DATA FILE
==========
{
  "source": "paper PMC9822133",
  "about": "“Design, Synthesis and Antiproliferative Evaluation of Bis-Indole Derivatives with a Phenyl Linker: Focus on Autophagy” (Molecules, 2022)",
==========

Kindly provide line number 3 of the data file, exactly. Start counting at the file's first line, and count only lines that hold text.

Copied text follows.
  "about": "“Design, Synthesis and Antiproliferative Evaluation of Bis-Indole Derivatives with a Phenyl Linker: Focus on Autophagy” (Molecules, 2022)",